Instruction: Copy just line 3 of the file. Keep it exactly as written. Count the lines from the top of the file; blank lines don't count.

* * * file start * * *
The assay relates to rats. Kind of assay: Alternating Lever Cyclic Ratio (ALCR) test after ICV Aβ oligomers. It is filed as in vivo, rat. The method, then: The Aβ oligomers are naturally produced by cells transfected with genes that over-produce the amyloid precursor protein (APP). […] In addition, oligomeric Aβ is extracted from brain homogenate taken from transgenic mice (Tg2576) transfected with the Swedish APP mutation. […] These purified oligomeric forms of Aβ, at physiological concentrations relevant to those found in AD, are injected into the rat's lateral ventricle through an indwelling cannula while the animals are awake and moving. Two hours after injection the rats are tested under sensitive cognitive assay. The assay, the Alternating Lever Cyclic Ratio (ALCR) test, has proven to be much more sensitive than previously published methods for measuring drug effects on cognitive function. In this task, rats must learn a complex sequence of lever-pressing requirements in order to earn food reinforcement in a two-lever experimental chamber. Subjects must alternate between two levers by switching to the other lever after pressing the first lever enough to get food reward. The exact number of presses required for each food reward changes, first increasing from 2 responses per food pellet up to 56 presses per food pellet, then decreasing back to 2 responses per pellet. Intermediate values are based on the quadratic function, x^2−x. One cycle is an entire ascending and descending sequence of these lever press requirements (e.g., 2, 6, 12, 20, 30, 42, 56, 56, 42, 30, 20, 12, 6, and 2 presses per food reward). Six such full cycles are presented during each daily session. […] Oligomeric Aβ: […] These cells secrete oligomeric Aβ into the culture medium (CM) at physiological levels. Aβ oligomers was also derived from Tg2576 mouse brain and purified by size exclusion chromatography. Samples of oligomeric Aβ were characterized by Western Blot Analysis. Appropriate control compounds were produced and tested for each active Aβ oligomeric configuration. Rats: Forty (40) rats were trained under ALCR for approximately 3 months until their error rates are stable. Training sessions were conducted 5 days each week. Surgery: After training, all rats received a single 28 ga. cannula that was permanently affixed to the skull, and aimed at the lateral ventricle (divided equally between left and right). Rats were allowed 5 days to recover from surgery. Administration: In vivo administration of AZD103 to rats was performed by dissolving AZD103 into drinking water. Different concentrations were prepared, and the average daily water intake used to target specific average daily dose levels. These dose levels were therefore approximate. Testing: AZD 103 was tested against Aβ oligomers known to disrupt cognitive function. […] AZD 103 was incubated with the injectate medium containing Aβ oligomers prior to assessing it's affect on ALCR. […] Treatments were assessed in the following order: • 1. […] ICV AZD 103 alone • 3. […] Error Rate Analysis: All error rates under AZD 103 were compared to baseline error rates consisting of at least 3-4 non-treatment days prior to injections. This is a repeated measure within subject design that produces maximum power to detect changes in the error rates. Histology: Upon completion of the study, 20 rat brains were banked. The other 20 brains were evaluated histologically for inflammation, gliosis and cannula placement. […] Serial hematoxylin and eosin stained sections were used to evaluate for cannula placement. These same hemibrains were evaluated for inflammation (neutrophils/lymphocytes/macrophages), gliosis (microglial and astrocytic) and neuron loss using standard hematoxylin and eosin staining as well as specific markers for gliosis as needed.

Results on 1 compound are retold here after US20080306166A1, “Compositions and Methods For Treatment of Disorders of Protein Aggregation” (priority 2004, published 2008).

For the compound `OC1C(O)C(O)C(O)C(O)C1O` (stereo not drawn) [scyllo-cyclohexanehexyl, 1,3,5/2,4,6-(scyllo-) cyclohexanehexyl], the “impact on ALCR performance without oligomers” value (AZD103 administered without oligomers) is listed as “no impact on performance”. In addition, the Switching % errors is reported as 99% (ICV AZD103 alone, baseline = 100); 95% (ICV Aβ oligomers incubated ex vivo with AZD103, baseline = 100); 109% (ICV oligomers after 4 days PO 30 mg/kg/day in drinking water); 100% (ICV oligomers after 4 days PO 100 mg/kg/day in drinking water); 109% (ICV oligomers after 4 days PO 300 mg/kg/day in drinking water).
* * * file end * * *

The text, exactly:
For the compound `OC1C(O)C(O)C(O)C(O)C1O` (stereo not drawn) [scyllo-cyclohexanehexyl, 1,3,5/2,4,6-(scyllo-) cyclohexanehexyl], the “impact on ALCR performance without oligomers” value (AZD103 administered without oligomers) is listed as “no impact on performance”. In addition, the Switching % errors is reported as 99% (ICV AZD103 alone, baseline = 100); 95% (ICV Aβ oligomers incubated ex vivo with AZD103, baseline = 100); 109% (ICV oligomers after 4 days PO 30 mg/kg/day in drinking water); 100% (ICV oligomers after 4 days PO 100 mg/kg/day in drinking water); 109% (ICV oligomers after 4 days PO 300 mg/kg/day in drinking water).